Retail Handling Solutions

Better Pallet Practices Help Retailers Gain Efficiency in Retail Stocking


Falmouth, ME -- (SBWIRE) -- 03/28/2013 -- Retail Handling Solutions ( is at the core of revolutionizing retail products handling. When retailers stock shelves, the process is time-consuming, labor intensive, and fraught with productivity road blocks and the potential for injury, product breakage, and customer inconvenience. Because of the size and weight of pallets, important safety factors have to be considered at all times. Retail workers (and customers) must pay attention to any loose components in the pallet rack system, and take the time to report any damage in the pallet rack frame; such frame damage could cause the pallets to fall. It is especially important to have highly visible warning signs if the pallet rack system is used in retail environments, such as wholesale centers, where the public is present.

James Galante, with Retail Handling Solutions, recently shared a presentation about Gaining Efficiency in Retail Stocking and specifically looked at how common practices with pallets are at the cause of injury. Manual loading and unloading of pallets continues to be one of the most common and most injury prone task in industry today, according to Galante.

In this important presentation, Galante also noted that as much as 40% of the time required unloading a pallet, can be spent walking around it! Back bending, back extension are serious issues and for the older worker or obese worker in retailing. He suggest that load positioners automatically function holding the top layer of goods in the 30” to 40” window, greatly reducing the bending and turntables eliminate having to walk around the pallet.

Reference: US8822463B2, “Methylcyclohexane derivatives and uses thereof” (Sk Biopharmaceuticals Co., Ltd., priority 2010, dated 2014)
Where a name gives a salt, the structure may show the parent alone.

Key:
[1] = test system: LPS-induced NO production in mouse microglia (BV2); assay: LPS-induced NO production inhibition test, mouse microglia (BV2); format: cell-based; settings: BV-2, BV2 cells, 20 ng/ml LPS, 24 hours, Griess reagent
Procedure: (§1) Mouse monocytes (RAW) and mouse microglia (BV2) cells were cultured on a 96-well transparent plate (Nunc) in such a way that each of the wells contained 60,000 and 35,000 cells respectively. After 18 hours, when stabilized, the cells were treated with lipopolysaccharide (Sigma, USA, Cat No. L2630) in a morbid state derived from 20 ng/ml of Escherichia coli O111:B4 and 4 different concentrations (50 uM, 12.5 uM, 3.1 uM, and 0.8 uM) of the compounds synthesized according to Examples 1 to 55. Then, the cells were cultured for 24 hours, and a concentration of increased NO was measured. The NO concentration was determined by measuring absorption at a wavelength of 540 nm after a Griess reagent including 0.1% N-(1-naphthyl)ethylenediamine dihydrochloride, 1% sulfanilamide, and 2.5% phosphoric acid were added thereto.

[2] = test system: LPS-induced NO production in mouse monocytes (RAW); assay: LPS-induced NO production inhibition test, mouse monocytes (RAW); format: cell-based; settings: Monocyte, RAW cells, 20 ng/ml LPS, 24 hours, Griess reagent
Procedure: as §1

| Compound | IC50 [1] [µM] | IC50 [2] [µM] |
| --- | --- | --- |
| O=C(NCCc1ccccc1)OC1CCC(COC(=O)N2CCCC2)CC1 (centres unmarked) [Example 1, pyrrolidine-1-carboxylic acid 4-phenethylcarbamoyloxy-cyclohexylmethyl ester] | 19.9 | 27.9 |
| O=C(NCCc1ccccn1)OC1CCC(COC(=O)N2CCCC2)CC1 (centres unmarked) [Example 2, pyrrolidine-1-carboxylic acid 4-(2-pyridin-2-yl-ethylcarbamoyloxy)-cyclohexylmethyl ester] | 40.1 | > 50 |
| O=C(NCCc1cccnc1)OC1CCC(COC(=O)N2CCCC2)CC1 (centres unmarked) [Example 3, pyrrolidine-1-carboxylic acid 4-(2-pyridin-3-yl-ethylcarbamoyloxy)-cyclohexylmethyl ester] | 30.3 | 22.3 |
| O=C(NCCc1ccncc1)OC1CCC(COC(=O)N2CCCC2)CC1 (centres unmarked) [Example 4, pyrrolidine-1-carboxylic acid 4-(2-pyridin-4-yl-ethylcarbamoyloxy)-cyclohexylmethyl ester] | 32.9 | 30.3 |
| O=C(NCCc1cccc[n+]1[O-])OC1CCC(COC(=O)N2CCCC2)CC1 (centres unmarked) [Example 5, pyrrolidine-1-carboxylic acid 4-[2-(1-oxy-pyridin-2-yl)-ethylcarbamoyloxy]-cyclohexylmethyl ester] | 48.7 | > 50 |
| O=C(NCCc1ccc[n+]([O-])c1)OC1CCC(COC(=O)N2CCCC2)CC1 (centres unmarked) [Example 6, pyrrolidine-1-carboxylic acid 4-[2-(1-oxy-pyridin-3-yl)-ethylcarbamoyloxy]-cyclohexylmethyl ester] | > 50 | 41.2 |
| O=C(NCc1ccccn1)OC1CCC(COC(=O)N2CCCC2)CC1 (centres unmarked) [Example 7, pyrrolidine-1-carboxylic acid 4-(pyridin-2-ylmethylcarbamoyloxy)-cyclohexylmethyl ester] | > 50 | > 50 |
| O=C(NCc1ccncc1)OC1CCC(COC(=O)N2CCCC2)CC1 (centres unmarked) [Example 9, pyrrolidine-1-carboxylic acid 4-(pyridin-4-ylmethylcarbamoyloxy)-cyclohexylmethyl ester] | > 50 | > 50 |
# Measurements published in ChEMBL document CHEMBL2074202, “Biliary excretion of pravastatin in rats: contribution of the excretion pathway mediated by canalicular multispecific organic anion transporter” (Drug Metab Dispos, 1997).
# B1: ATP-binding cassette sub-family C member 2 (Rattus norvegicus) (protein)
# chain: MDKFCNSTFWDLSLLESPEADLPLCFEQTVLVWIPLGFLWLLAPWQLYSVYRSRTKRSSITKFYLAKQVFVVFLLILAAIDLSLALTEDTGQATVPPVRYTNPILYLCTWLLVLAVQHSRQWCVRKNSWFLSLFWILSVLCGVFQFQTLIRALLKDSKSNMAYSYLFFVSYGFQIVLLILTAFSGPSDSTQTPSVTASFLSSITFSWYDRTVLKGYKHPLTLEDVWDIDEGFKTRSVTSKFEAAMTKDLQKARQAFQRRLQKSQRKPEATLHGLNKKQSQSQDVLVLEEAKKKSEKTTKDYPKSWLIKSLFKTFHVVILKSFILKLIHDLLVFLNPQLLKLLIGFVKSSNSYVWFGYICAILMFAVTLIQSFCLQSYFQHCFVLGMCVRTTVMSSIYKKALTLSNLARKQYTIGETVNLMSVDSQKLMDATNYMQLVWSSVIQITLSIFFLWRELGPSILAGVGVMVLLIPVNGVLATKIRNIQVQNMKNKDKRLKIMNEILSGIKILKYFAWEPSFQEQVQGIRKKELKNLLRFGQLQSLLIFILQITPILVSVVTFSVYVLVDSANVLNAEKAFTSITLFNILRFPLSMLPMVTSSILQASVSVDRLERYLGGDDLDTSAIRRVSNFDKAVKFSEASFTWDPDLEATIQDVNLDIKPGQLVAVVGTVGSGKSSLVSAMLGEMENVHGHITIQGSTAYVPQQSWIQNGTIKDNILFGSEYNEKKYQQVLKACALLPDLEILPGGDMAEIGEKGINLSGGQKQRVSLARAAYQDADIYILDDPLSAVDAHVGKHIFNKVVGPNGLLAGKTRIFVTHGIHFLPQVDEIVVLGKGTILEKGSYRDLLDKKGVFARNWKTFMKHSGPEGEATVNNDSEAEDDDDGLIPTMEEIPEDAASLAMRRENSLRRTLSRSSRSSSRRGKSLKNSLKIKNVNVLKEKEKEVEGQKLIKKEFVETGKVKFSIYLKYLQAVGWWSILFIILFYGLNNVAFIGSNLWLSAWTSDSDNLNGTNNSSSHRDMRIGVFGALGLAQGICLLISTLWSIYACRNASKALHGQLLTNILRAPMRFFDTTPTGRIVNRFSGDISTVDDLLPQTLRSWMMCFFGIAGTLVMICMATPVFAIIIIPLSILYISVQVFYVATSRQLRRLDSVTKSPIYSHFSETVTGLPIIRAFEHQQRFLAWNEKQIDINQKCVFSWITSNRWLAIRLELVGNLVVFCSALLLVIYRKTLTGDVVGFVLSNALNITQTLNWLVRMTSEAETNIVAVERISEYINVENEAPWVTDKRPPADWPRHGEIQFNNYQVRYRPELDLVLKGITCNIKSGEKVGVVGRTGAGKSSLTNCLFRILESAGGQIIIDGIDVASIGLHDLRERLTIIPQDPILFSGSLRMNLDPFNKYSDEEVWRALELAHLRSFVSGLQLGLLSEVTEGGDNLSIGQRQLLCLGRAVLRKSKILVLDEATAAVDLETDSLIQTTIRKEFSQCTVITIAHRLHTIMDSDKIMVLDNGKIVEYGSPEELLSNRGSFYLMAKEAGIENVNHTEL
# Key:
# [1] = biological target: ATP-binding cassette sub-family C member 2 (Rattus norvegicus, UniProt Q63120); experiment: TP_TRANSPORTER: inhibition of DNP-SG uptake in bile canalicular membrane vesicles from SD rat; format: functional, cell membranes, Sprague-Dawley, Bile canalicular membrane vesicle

About Galante
Retail Handling Solutions is proud to have Galante as part of the team. His expertise in assessing these retail challenges cannot be underestimated. Mr. Galante heads up the Engineering Committee responsible for the ANSI Standard MH29 - The safety standard for industrial scissors lifts and tilters. He is the immediate past Vice-Chairman on the Main Committee for ASME B20 - The safety standard for conveyors and related equipment. He has served twice as the Chairman of the LMPS (Lift Manufacturer's Product Section) a trade association of the Material Handling Industry of America (MHIA) and he chaired the VRC Sub-Committee (Vertical Reciprocating Conveyors) of the CSS (Conveyor & Sortation Systems) of the MHIA. He is a member of the ASME and in 2006 was appointed to the ASME Board on Codes and Standards. He is presently the Chairman for the EASE Council (Ergonomics Assist and Systems Equipment) a product council of the MHIA.

Retail Handling Solutions
Alison K. Shea
Market Development Manager
(207) 317-4222